The Michael Mulgrew victory tour took an embarrassing turn on NY1 last night, when the United Federation of Teachers president gloated throughout an extended interview, overstating a very mixed primary day report card.
It’s true that union candidates like State Senators Velmanette Montgomery and Bill Perkins won big against charter-school-backed opponents, as Mulgrew boasted, but so did two assemblymen who the teachers vigorously opposed, Buffalo’s Sam Hoyt and Manhattan’s Jonathan Bing. Mulgrew also chortled about State Senator Shirley Huntley’s re-election in Queens, but she actually voted for the charter school bill in May that the union bitterly opposed. The electoral lesson, hardly a new one in New York, was that incumbents win, whether the UFT supports or opposes them.
In a fourth race cited by the union on its website as a mark of its success, there was no incumbent. UFT-backed Assemblyman Adriano Espaillat beat a little known, charter school proponent, Mark Levine, in Eric Schneiderman’s predominantly Latino senate district. No serious observer thinks charters or the union played a decisive role in that ethnically-charged race. The same goes for Huntley, who was targeted by gay rights groups because of her vote against marriage equality, an issue that Randi Weingarten, now the national teachers union president, once considered a priority. Huntley’s win over a 25-year-old Latino opponent in an overwhelmingly black district, where same sex marriage is intensely opposed by conservative black church leaders, had little to do with the UFT.
The oddest union performance was up in Buffalo, where Mulgrew’s statewide organization, the New York State United Teachers actually backed a Tea Party-tainted Democrat, Joseph Golombek Jr, over incumbent Hoyt, the loudest champion of charters in the Democratic assembly conference. Golombek, who spoke at a Tea Party rally, is still on the Conservative Party line and promises to aggressively run on it in November, possibly electing the Republican. Hoyt contended he had video of the Golombek speech, with the local city councilman telling Tea Partiers: “I’m one of you. I’m with you.”
The other race Mulgrew doesn’t want to talk about is the shellacking he took on the eastside, where Bing got 84 percent of the vote against a UFT chapter chairman, Gregg Lundahl. “I went from the union coming to my 40th birthday party to me being referred to as dead to the union,” Bing said. Though Bing is also a quiet supporter of charters, it was his bill to alter lay-off policy that drove the UFT nuts. He introduced a bill last session, backed by the mayor and the chancellor, that would have set up a panel of teachers, principals and administrators to make layoff decisions, rather than let seniority be the sole standard used in deciding which teachers lose their jobs (seniority would become just one factor considered by the panel). That was all it took for Lundahl to brand Bing “anti-union” and “the notorious chief assembly sponsor” of the bill.
Ironically, Mulgrew actually claimed on NY1 that the union makes broad-based endorsement decisions. “It’s never about a single issue ever,” he claimed. But that’s precisely what they did with Hoyt and Bing, and their all-out effort for Perkins, who’s received nominal UFT support in the past, was clearly a consequence of his charter school hearing, a circus of anti-charter bluster.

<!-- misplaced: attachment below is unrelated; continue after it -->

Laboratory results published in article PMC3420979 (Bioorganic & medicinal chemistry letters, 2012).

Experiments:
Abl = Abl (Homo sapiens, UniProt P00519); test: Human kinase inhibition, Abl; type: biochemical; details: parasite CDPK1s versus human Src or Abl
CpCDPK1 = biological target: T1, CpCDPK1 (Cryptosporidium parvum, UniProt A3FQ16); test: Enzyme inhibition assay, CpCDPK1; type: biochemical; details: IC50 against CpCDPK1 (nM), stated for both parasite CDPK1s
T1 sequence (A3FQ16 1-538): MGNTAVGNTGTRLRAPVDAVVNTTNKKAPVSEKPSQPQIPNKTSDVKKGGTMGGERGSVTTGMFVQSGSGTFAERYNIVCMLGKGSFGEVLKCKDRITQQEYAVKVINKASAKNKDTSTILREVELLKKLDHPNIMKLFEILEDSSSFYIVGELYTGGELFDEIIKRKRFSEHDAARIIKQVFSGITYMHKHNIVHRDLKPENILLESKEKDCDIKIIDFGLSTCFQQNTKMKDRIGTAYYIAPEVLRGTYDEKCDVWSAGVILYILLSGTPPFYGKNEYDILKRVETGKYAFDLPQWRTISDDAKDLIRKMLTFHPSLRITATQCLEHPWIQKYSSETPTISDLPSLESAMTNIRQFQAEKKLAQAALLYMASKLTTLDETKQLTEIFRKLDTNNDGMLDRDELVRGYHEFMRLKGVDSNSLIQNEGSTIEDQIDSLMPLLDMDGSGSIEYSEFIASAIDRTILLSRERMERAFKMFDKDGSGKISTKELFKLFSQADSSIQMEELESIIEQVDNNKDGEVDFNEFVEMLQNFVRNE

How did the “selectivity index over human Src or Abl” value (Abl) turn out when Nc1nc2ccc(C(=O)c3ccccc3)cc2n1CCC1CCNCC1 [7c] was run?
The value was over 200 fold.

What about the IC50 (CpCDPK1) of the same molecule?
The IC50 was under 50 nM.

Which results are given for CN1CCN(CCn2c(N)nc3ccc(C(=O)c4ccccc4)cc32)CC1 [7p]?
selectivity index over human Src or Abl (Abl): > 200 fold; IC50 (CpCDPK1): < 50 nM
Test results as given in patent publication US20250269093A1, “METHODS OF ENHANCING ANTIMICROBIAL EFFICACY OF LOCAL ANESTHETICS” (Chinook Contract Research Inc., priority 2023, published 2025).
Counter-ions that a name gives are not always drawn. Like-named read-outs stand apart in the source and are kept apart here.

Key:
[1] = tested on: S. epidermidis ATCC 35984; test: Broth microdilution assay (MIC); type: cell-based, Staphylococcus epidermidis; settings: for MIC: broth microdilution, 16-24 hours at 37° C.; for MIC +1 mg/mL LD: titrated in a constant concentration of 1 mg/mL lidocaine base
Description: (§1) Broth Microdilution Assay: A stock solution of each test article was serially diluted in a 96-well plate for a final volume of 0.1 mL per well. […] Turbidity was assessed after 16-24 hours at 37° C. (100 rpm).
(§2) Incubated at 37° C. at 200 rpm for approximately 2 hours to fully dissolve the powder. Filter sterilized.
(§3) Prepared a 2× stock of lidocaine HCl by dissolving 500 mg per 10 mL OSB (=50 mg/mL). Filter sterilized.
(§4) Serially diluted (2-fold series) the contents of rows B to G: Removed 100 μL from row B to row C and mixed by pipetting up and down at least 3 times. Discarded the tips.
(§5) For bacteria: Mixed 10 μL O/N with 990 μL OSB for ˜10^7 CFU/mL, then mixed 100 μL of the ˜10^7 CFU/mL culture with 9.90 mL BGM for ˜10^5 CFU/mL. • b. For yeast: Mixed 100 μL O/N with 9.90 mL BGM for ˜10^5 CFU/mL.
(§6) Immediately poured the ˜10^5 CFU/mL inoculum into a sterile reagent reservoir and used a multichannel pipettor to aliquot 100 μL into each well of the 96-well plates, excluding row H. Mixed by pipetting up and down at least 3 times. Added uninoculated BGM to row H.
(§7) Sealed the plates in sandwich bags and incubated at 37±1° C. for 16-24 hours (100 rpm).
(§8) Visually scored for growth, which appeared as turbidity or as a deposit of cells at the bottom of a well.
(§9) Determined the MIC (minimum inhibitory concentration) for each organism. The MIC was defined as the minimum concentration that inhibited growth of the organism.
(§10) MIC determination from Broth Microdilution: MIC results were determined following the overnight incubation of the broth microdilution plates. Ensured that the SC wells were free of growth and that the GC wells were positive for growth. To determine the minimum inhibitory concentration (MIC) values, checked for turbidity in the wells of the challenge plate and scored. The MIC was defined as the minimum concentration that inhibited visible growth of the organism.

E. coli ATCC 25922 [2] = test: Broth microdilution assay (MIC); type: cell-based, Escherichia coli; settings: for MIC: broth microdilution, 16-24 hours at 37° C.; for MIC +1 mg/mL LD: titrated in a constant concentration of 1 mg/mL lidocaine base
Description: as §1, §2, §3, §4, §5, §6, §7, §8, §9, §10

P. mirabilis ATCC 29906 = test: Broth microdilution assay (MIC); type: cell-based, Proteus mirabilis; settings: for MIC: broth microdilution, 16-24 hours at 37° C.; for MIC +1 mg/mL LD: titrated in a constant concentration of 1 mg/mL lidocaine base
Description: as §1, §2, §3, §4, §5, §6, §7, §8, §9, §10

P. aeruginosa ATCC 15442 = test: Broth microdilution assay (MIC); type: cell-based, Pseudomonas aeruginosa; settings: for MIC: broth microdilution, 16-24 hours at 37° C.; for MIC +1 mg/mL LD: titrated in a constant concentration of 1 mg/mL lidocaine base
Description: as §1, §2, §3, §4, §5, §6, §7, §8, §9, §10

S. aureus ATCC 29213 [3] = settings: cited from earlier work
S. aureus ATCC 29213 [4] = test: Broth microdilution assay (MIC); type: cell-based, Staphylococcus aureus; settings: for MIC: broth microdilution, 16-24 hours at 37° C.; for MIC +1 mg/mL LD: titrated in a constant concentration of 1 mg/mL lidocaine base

Joe Williams, the head of Democrats for Education Reform and a leading backer of charter reform, told the Voice that “the strut” the union was taking now “was a little bit disingenuous.”
“My experience” said Williams, “is that they make every decision with one issue in mind, amassing their power.” He said the chest-thumping is all about showing that they’ve “regained the upper hand.” Williams acknowledged that the school reform movement might have been better served by simply backing the legislators that supported charters with big bucks rather than trying to beat the opponents. “It’s much easier to rev people up” and get charter backers to contribute when “you’re trying to take someone out” who’s opposed charters.
Williams thinks that the ultimate passage of the bill that lifted the charter cap and won the $700 million in Race to the Top funding took the steam out of the races against Perkins and others. His own organization sent thousands of “thank-you” letters into the districts of every incumbent who voted for the final charter bill, even those, like Perkins, who tried to kill the first bill in May. He said charter supporters are strongly backing John Sampson, the leader of the Democratic conference who sponsored the initial charter bill.
Another strange moment in the Mulgrew NY1 interview was when Elizabeth Kaledin, the host, asked him why he’d endorse Eric Schneiderman since attorney generals don’t have much to do with public schools. Mulgrew’s stumbling response may not prove helpful to Schneiderman in the fall. “The AG has powers to do all sorts of investigations, including looking at contracts,” said the union boss, suggesting that the UFT was hoping Schneiderman would conduct investigations in which it had an interest. “There are a lot of different money and laws that are tied to attorney generals,” he said.
Mulgrew had touted the Schneiderman win as one of their big wins before Kaledin raised the question. Schneiderman was a leading opponent of charters in the senate, and one of only 12 Democrats to vote against the first charter bill in May.
Research credit: Lily Altavena, Samantha Cook, Ryan Gellis